4. Review Your Fees
Every time I started a new job as City Manager, and now in most of the agencies where I have assisted as a consultant these past six years, the fee schedule seems not to have been updated recently.
Tying building fees to the Building Code, indexing fees to inflation, identifying services that are unique to individuals, such as fire permits and inspection services, can bring in added revenue. A few dollars soon add up.
5. Have You Had an Energy Audit Lately?
This source of savings is off the radar screen for most agencies. The light fixtures have been changed, variable speed pumps installed and timers activated. But in my last few years as a City Manager, my Assistant City Manager badgered me into another energy audit. This one focused on whether our utility was charging us on the proper schedule for each use. They weren’t. There is also new technology coming out in a steady stream that provides more energy savings.
6. Sell Your Services / Consolidate With a Neighbor
In public agencies, as in stocks and real estate, timing seems to be everything. Last year your neighbors did not want to talk about a shared animal control operation, contracting to buy fire services, or consolidating dispatch. Today they may be interested. Fiscal crises often present the timing that makes cooperation possible for savings that is like new revenue.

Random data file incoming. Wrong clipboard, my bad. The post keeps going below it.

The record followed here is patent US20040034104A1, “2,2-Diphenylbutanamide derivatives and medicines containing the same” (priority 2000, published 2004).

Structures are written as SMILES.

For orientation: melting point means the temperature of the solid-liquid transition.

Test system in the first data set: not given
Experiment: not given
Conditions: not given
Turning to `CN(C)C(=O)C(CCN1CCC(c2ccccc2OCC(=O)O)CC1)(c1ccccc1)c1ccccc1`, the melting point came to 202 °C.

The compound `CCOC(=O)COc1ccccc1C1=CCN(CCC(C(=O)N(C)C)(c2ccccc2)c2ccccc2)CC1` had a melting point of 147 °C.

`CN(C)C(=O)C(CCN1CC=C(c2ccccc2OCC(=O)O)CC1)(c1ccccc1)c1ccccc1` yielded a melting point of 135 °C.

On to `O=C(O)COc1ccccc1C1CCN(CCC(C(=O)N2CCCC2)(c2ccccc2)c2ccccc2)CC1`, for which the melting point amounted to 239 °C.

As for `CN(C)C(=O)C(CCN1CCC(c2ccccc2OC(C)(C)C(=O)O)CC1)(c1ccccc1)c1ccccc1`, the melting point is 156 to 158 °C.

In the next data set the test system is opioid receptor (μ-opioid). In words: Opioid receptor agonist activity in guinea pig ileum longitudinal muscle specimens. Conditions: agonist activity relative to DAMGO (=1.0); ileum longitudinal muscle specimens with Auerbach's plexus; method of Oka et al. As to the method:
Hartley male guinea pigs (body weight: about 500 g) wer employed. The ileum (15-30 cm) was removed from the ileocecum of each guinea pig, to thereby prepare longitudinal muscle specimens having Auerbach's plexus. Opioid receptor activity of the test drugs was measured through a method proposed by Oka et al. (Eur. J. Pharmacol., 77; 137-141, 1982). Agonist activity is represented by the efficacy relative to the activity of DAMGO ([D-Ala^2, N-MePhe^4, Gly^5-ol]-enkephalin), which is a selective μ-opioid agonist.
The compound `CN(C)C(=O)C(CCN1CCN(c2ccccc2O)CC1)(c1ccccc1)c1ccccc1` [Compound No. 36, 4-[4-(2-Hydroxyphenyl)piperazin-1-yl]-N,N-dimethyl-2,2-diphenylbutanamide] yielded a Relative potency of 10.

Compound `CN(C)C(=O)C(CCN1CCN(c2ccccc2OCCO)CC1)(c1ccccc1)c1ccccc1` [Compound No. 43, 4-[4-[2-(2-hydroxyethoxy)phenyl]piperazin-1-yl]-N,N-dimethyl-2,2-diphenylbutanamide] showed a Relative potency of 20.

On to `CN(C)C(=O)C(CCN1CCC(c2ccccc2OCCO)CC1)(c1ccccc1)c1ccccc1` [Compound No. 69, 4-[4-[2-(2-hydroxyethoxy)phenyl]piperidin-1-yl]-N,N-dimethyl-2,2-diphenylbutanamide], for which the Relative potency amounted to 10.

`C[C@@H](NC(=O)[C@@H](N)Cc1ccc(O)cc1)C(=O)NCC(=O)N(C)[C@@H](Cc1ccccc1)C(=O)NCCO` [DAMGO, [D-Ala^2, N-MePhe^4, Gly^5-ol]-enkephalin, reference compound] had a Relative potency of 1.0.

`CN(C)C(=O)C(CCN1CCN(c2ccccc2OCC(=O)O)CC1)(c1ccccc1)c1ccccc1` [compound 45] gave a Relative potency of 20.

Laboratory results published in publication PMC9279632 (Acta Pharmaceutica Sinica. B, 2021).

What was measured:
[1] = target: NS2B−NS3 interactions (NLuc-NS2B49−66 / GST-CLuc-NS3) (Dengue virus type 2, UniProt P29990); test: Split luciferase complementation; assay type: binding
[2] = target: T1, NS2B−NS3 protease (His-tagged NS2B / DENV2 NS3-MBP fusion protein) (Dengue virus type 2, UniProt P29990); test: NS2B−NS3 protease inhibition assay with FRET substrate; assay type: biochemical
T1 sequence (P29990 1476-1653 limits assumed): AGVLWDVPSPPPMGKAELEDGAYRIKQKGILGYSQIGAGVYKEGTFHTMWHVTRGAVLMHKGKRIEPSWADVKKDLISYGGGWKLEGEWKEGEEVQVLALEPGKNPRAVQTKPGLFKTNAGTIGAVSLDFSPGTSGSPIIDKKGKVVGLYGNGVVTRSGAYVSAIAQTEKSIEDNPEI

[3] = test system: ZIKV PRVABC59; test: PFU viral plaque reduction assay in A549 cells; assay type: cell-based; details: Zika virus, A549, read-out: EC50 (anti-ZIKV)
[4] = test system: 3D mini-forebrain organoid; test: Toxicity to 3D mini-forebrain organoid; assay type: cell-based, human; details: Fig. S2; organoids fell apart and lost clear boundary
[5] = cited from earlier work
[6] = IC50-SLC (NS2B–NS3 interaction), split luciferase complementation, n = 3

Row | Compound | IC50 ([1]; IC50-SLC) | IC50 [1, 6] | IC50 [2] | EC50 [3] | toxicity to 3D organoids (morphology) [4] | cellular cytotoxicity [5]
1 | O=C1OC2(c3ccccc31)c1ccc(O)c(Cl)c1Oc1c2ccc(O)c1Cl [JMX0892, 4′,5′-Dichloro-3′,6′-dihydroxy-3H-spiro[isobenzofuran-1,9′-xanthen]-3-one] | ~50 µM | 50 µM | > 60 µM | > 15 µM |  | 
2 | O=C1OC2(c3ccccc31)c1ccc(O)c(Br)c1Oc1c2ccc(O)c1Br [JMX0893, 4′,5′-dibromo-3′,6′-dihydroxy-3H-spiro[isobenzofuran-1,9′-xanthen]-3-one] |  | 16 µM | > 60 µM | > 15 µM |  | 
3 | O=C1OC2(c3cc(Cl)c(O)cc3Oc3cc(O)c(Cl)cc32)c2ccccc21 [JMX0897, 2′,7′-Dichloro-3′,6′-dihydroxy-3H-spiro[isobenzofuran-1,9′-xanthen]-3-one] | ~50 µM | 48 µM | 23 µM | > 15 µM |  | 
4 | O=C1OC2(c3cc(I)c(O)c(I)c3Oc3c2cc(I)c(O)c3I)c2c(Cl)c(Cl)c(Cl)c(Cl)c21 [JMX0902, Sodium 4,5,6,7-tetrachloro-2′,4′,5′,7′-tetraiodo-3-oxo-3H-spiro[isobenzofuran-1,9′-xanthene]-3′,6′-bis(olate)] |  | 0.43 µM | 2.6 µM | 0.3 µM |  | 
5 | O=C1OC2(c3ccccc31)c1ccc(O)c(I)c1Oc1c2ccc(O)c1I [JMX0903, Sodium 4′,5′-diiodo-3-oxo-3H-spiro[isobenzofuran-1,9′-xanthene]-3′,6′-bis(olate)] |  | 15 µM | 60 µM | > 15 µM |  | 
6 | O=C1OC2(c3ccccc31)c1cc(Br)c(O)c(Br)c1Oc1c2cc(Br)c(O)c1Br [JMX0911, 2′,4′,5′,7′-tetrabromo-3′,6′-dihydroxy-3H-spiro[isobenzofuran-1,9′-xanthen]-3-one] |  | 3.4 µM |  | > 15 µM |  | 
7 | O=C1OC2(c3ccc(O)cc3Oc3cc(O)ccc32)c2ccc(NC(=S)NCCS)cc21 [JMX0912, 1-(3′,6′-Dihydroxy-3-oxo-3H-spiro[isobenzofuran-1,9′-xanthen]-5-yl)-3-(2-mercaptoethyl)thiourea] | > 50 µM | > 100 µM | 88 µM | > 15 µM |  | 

7. Review Your Insurance
Insurance rates go up and down like a yo-yo. Whenever they go up sharply, we often get aggressive in seeking new sources and reviewing our self-insured retention levels. When the rates are stable we frequently ignore insurance as a potential source of savings. When was the last time you reviewed your retention levels and the adequacy of your insurance reserves? Can these be adjusted to save money? Are you absorbing most of the cost of insurance in the General Fund, or are you spreading the cost to the other funds, reflecting the risk they should absorb?
8. Where Are Vehicle and Heavy Equipment Costs Being Charged?
I remember the concept of the equipment replacement fund from the ‘60s. It was one of my first jobs as an analyst to calculate the amount each department should be charged for use of city vehicles. The City was in financial trouble and wanted to make sure that the utilities were paying their share of maintenance and replacement costs. Rate calculations are not an exciting job and so it does not get done very often. The rates then drift and the General Fund ends up subsidizing the “other funds.” I have used a fiscal crisis as an opportunity to update the rates. It has helped pull the General Fund back from the edge of the fiscal cliff.
Sometimes you are up to your neck in alligators and don’t have time to drain the swamp to find the savings and revenue. Sometimes you don’t have enough staff. If you are wondering whether Citygate can help you in any of these areas, please call us. If we can be of value to you, we would like to help.
Dwane Milnes may be contacted at (559) 786-8587.